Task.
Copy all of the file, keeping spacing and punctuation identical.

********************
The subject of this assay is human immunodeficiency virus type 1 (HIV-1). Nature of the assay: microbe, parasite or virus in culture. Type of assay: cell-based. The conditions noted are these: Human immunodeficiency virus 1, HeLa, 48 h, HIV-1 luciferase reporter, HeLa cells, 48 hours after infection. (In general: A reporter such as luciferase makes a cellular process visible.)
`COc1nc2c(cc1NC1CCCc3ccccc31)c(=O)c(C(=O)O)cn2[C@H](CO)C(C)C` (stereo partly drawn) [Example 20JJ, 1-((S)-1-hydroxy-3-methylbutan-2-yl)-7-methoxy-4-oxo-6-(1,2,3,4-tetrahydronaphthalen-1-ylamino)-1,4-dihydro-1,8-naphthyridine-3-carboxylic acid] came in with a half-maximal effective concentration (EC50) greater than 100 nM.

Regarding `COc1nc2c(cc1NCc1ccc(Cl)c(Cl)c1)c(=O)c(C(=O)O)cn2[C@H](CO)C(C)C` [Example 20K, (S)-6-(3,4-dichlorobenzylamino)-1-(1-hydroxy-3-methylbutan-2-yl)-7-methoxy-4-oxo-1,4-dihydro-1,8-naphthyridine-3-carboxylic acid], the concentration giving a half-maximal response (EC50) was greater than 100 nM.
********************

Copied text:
The subject of this assay is human immunodeficiency virus type 1 (HIV-1). Nature of the assay: microbe, parasite or virus in culture. Type of assay: cell-based. The conditions noted are these: Human immunodeficiency virus 1, HeLa, 48 h, HIV-1 luciferase reporter, HeLa cells, 48 hours after infection. (In general: A reporter such as luciferase makes a cellular process visible.)
`COc1nc2c(cc1NC1CCCc3ccccc31)c(=O)c(C(=O)O)cn2[C@H](CO)C(C)C` (stereo partly drawn) [Example 20JJ, 1-((S)-1-hydroxy-3-methylbutan-2-yl)-7-methoxy-4-oxo-6-(1,2,3,4-tetrahydronaphthalen-1-ylamino)-1,4-dihydro-1,8-naphthyridine-3-carboxylic acid] came in with a half-maximal effective concentration (EC50) greater than 100 nM.

Regarding `COc1nc2c(cc1NCc1ccc(Cl)c(Cl)c1)c(=O)c(C(=O)O)cn2[C@H](CO)C(C)C` [Example 20K, (S)-6-(3,4-dichlorobenzylamino)-1-(1-hydroxy-3-methylbutan-2-yl)-7-methoxy-4-oxo-1,4-dihydro-1,8-naphthyridine-3-carboxylic acid], the concentration giving a half-maximal response (EC50) was greater than 100 nM.